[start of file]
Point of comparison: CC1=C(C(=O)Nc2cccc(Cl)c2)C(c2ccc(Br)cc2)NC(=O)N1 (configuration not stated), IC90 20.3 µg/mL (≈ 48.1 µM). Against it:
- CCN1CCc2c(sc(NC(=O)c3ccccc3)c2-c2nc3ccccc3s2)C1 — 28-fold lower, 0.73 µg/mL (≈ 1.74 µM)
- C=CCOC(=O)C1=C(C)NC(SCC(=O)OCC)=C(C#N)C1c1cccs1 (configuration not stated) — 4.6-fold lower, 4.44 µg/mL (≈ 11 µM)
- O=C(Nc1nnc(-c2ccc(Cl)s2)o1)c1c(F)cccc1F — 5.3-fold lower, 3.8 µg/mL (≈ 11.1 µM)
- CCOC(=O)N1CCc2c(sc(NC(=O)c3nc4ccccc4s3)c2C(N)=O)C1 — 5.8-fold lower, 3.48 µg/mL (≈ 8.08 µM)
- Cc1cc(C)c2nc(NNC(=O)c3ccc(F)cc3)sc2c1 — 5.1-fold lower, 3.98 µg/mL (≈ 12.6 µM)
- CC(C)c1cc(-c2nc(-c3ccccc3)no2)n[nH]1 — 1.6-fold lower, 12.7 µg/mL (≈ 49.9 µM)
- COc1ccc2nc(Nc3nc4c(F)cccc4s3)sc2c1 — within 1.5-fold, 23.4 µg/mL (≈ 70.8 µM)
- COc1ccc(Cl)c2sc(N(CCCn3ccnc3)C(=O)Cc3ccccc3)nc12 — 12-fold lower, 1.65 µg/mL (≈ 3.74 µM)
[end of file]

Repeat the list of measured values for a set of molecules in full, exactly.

Point of comparison: CC1=C(C(=O)Nc2cccc(Cl)c2)C(c2ccc(Br)cc2)NC(=O)N1 (configuration not stated), IC90 20.3 µg/mL (≈ 48.1 µM). Against it:
- CCN1CCc2c(sc(NC(=O)c3ccccc3)c2-c2nc3ccccc3s2)C1 — 28-fold lower, 0.73 µg/mL (≈ 1.74 µM)
- C=CCOC(=O)C1=C(C)NC(SCC(=O)OCC)=C(C#N)C1c1cccs1 (configuration not stated) — 4.6-fold lower, 4.44 µg/mL (≈ 11 µM)
- O=C(Nc1nnc(-c2ccc(Cl)s2)o1)c1c(F)cccc1F — 5.3-fold lower, 3.8 µg/mL (≈ 11.1 µM)
- CCOC(=O)N1CCc2c(sc(NC(=O)c3nc4ccccc4s3)c2C(N)=O)C1 — 5.8-fold lower, 3.48 µg/mL (≈ 8.08 µM)
- Cc1cc(C)c2nc(NNC(=O)c3ccc(F)cc3)sc2c1 — 5.1-fold lower, 3.98 µg/mL (≈ 12.6 µM)
- CC(C)c1cc(-c2nc(-c3ccccc3)no2)n[nH]1 — 1.6-fold lower, 12.7 µg/mL (≈ 49.9 µM)
- COc1ccc2nc(Nc3nc4c(F)cccc4s3)sc2c1 — within 1.5-fold, 23.4 µg/mL (≈ 70.8 µM)
- COc1ccc(Cl)c2sc(N(CCCn3ccnc3)C(=O)Cc3ccccc3)nc12 — 12-fold lower, 1.65 µg/mL (≈ 3.74 µM)